The use of Facebook, MySpace, and online search engines for employee qualification doesn’t seem fair. More specifically, Facebook and Myspace are supposed to be private forums for people to communicate, socialize, and expand their social network. So why are employers violating applicants sense of privacy? When did a resume, cover letter, and interview become too little to qualify an applicant? And, is it fair to disqualify someone for a job based on private comments made? On proof of alcohol use? Nearly every adult in the U.S. uses alcohol at least on occasion. Should job-seekers be more wary of what they post? Or should applicants continue to portray themselves as they like online, and if employers don’t like it, they can look elsewhere?
Oregon Business Report (2009) suggests some dos and don’ts for your social networks, at least while seeking a job, although the risk of checking your Facebook is still there when employed. Oregon Business Report (2009) notes that people should look through their pages and delete and dirt that employers might find on them to clean up their image, create a positive image by posting only positive information and news instead of complaining about personal or professional affairs; set profiles to private, but remember that comments and posts made to other people’s pages can still be seen; and keep work-related comments off the internet.
For employers checking search engines and social networking sites like Facebook offer then a more intimate look into job applicants before taking the time to interview or hire. From this point of view, it’s easy to see why employers would want to turn to the internet for help in the hiring process. However, it also raises the question of whether employers are unfairly discriminating against potential employees. How can job-seekers be sure they aren’t being disqualified for a job based on appearance or sexual orientation? How about one’s choice to speak casually online instead of writing in complete sentences or checking grammar before posting? Aren’t we allowed the right to let loose online with people we consider friends?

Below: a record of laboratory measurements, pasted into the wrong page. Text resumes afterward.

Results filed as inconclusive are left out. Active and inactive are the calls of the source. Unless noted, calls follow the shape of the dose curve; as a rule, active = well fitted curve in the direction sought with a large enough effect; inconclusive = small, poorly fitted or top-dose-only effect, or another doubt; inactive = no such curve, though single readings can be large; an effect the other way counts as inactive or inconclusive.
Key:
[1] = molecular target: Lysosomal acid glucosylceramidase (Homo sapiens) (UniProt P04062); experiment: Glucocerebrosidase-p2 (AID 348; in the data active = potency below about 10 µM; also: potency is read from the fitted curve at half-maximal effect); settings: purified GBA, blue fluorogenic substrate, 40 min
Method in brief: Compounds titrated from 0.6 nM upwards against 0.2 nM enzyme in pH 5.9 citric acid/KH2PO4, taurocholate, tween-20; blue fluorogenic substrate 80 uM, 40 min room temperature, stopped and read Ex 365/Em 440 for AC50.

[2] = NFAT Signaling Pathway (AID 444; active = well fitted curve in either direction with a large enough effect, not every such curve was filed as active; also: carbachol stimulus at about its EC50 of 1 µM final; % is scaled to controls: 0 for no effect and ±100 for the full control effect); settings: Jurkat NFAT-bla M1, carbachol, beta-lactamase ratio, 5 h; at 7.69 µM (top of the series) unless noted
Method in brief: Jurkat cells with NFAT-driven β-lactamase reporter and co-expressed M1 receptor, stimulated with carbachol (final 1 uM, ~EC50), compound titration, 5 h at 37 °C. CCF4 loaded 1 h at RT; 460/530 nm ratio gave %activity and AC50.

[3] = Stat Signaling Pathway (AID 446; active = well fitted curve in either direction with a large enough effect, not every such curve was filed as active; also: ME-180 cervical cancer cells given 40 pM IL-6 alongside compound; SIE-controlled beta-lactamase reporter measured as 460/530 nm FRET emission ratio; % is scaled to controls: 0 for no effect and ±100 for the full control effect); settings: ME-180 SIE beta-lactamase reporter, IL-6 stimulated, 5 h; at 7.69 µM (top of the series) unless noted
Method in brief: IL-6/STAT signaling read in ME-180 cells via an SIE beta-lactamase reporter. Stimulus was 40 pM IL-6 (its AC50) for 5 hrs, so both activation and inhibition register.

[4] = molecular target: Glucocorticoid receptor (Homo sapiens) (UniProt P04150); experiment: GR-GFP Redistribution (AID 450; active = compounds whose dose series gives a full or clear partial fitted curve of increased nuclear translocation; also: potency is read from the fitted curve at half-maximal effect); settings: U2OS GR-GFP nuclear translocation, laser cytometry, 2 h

Facebook and Myspace can set to private, but it is important to realize that the information on your page is still online, and as such there are some ways to get around privacy settings. As mentioned earlier, if friend’s pages are not private, employers can check there for information about you. Additionally, footprints of your activity may be able to be traced through internet searches (I.e. Google). While many employers may not care to go this far, it is a possibility. It should also be noted that hitting “like” on a particular company page can give that company access to your personal information, so be cautious about what you “like” on Facebook. Furthermore, no matter what your privacy settings, your profile picture is still viewable, so if you care what picture potential employers see of you, changing your picture from you partying to a simple face shot may not be such a bad idea.
Ultimately, it is up to you what you choose to post on your Facebook page, and whether or not you choose to clean it up before and during employment for a specific company. The key here is knowing that employers are conducting background checks online through Facebook and online search engines. It might be best to check out what an employer can find out about you before applying for a job you really want. If you want the position bad enough, you might have to give up some of your online freedom to keep your profiles clean. It seems it’s only a matter of time before more than half of employers in the U.S. turn to Facebook and other social networking sites to look into who you are, what you’re doing, and whether you’re a good fit for their company.
Du, W. (2007). Job Candidates Getting Tripped Up by Facebook. MSNBC.
Skinner, C. (2010). Half of Employers Check Facebook. MacWorld.
Oregon Business Report (2009). 45% Employers Use Facebook-Twitter to Screen Job Candidates.